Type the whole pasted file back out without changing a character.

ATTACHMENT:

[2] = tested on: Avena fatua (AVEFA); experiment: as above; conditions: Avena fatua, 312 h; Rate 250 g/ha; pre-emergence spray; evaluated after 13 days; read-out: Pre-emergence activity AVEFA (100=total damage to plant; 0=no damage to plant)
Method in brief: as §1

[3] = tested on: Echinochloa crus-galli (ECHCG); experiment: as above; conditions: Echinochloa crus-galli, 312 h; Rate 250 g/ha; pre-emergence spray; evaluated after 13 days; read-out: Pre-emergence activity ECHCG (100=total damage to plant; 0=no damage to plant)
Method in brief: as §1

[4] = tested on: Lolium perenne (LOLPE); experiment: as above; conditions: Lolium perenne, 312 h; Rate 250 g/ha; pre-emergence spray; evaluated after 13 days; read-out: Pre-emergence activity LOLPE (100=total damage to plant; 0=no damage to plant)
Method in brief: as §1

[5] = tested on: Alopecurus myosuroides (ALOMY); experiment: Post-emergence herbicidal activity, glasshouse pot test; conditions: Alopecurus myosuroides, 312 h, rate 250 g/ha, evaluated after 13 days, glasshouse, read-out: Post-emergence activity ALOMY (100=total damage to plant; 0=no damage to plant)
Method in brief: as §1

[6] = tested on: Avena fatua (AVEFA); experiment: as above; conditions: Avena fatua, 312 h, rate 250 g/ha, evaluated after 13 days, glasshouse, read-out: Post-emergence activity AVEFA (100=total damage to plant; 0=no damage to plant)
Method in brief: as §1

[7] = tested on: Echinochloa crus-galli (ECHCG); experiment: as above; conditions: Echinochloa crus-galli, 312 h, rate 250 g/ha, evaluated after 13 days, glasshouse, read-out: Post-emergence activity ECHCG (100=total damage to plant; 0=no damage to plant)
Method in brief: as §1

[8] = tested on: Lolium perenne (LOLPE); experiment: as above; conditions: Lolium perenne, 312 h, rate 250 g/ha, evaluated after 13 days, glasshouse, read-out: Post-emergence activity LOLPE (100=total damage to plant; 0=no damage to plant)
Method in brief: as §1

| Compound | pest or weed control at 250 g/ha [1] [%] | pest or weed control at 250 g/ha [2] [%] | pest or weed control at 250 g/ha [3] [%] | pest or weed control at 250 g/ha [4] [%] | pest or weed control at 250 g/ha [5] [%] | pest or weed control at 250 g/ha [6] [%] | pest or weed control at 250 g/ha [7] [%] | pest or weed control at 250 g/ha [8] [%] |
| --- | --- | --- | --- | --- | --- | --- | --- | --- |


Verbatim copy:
[2] = tested on: Avena fatua (AVEFA); experiment: as above; conditions: Avena fatua, 312 h; Rate 250 g/ha; pre-emergence spray; evaluated after 13 days; read-out: Pre-emergence activity AVEFA (100=total damage to plant; 0=no damage to plant)
Method in brief: as §1

[3] = tested on: Echinochloa crus-galli (ECHCG); experiment: as above; conditions: Echinochloa crus-galli, 312 h; Rate 250 g/ha; pre-emergence spray; evaluated after 13 days; read-out: Pre-emergence activity ECHCG (100=total damage to plant; 0=no damage to plant)
Method in brief: as §1

[4] = tested on: Lolium perenne (LOLPE); experiment: as above; conditions: Lolium perenne, 312 h; Rate 250 g/ha; pre-emergence spray; evaluated after 13 days; read-out: Pre-emergence activity LOLPE (100=total damage to plant; 0=no damage to plant)
Method in brief: as §1

[5] = tested on: Alopecurus myosuroides (ALOMY); experiment: Post-emergence herbicidal activity, glasshouse pot test; conditions: Alopecurus myosuroides, 312 h, rate 250 g/ha, evaluated after 13 days, glasshouse, read-out: Post-emergence activity ALOMY (100=total damage to plant; 0=no damage to plant)
Method in brief: as §1

[6] = tested on: Avena fatua (AVEFA); experiment: as above; conditions: Avena fatua, 312 h, rate 250 g/ha, evaluated after 13 days, glasshouse, read-out: Post-emergence activity AVEFA (100=total damage to plant; 0=no damage to plant)
Method in brief: as §1

[7] = tested on: Echinochloa crus-galli (ECHCG); experiment: as above; conditions: Echinochloa crus-galli, 312 h, rate 250 g/ha, evaluated after 13 days, glasshouse, read-out: Post-emergence activity ECHCG (100=total damage to plant; 0=no damage to plant)
Method in brief: as §1

[8] = tested on: Lolium perenne (LOLPE); experiment: as above; conditions: Lolium perenne, 312 h, rate 250 g/ha, evaluated after 13 days, glasshouse, read-out: Post-emergence activity LOLPE (100=total damage to plant; 0=no damage to plant)
Method in brief: as §1

| Compound | pest or weed control at 250 g/ha [1] [%] | pest or weed control at 250 g/ha [2] [%] | pest or weed control at 250 g/ha [3] [%] | pest or weed control at 250 g/ha [4] [%] | pest or weed control at 250 g/ha [5] [%] | pest or weed control at 250 g/ha [6] [%] | pest or weed control at 250 g/ha [7] [%] | pest or weed control at 250 g/ha [8] [%] |
| --- | --- | --- | --- | --- | --- | --- | --- | --- |